The Life, and Afterlife, of Job

Few biblical books have engendered as much analysis or philosophical discussion as the story of Job. A recent “biography” of the title character, by Mark Larrimore, examines the various interpretations to which he and his experience have been subjected, from the apocryphal Testament of Job to Elie Wiesel. Shalom Carmy reviews Larrimore’s book and highlights some of its shortcomings:

In particular, there is no space [in this treatment] for either analytic philosophy or the traditional kind of literary criticism, practiced by Robert Alter or Harold Fisch, that concentrates on the poetic imagery and the narrative contours of the book. . . . These omissions are regrettable, because detailed literary analysis may afford the best opportunity of redeeming the full register of voices and moods in Job from the temptation either to attribute to the book a uniform message or to reduce it to a series of obscure fragments.

Read more at First Things

More about: Bible, Elie Weisel, Job, Philosophy of Religion, Theodicy

The Diplomatic Goals of Benjamin Netanyahu’s Visit to the U.S.

Yesterday, the Israeli prime minister arrived in the U.S., and he plans to address a joint session of Congress on Wednesday, but it remains uncertain whether he will meet with President Biden. Nonetheless, Amit Yagur urges Benjamin Netanyahu to use the trip for ordinary as well as public diplomacy—“assuming,” Yagur writes, “there is someone to talk to in the politically turbulent U.S.” He argues that the first priority should be discussing how to keep Iran from getting nuclear weapons. But there are other issues to tackle as well:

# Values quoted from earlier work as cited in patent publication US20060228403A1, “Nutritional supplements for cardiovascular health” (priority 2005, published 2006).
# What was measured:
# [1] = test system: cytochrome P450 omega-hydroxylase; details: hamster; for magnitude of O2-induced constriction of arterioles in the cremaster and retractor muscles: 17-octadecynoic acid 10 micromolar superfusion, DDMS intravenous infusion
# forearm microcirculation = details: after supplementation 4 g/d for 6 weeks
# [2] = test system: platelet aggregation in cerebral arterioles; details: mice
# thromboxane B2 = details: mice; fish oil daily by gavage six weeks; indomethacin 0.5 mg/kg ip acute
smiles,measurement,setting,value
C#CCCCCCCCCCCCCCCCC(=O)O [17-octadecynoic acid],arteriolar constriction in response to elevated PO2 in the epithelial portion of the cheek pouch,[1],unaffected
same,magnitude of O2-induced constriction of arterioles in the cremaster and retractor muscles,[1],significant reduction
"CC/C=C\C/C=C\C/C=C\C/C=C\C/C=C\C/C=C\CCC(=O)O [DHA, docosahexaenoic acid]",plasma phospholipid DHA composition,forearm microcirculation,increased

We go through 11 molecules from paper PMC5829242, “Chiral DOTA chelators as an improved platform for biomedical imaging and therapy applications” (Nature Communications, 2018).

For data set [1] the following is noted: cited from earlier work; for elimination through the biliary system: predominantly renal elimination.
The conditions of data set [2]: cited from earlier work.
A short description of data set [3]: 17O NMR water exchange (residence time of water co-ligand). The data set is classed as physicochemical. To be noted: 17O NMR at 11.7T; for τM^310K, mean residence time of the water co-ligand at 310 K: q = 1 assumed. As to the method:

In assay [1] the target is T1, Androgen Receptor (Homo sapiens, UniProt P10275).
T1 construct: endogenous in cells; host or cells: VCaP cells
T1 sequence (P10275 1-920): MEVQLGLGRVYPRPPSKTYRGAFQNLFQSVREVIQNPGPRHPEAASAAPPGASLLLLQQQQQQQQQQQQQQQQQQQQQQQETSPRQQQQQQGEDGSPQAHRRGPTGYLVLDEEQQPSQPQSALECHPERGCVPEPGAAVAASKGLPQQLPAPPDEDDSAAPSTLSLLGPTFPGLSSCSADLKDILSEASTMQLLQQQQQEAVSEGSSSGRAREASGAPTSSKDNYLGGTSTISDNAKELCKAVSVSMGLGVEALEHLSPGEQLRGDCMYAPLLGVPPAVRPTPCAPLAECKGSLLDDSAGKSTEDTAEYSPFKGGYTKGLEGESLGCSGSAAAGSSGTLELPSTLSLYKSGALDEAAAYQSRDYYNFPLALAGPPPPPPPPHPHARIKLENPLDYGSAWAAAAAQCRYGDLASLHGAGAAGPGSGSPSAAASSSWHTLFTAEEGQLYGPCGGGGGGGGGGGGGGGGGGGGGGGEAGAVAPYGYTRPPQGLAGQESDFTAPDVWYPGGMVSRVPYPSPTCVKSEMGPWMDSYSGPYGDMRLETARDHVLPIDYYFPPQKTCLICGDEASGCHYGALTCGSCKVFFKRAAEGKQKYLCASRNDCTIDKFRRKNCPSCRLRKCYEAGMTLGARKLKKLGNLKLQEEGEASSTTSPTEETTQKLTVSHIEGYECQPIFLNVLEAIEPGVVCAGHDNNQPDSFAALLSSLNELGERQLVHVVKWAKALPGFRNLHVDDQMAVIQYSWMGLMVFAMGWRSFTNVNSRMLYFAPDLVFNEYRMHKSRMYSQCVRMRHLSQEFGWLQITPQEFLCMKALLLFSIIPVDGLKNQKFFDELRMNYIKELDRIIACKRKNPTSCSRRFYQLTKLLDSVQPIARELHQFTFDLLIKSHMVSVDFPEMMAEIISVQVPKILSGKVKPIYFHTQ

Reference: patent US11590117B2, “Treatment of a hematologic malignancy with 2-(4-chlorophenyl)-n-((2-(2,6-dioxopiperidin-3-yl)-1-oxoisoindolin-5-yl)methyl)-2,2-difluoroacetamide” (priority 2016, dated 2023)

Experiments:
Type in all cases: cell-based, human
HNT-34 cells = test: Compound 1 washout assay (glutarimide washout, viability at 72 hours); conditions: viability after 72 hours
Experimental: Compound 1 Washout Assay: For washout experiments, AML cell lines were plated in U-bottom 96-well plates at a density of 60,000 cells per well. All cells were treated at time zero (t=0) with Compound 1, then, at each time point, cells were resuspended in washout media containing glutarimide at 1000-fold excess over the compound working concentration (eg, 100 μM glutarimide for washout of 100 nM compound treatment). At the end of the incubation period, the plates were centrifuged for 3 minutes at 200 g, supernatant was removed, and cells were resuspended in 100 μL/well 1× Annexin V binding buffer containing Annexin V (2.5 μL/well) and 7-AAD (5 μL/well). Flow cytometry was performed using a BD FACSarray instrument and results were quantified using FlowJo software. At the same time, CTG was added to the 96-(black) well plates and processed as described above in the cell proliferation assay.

From the American perspective, as long as Hamas is not the official ruler in the Gaza Strip, any solution agreed upon is good. For Israel, however, it is quite clear that if Hamas remains a legitimate power factor, even if it does not head the leadership in Gaza, sooner or later, Gaza will reach the Hizballah model in Lebanon. To clarify, this means that Hamas is the actual ruler of the Strip, and sooner or later, we will see a [return] of its military capabilities as well as its actual control over the population. . . .

The UN aid organization UNRWA . . . served as a platform for Hamas terrorist elements to establish, disguise, and use UN infrastructure for terrorism. This is beside the fact that UNRWA essentially perpetuates the conflict rather than helps resolve it. How do we remove the UN and UNRWA from the “day after” equation? Can the American aid organization USAID step into UNRWA’s shoes, and what assistance can the U.S. provide to Israel in re-freezing donor-country contributions to UNRWA?

Read more at Jerusalem Post

More about: Benjamin Netanyahu, Gaza War 2023, U.S.-Israel relationship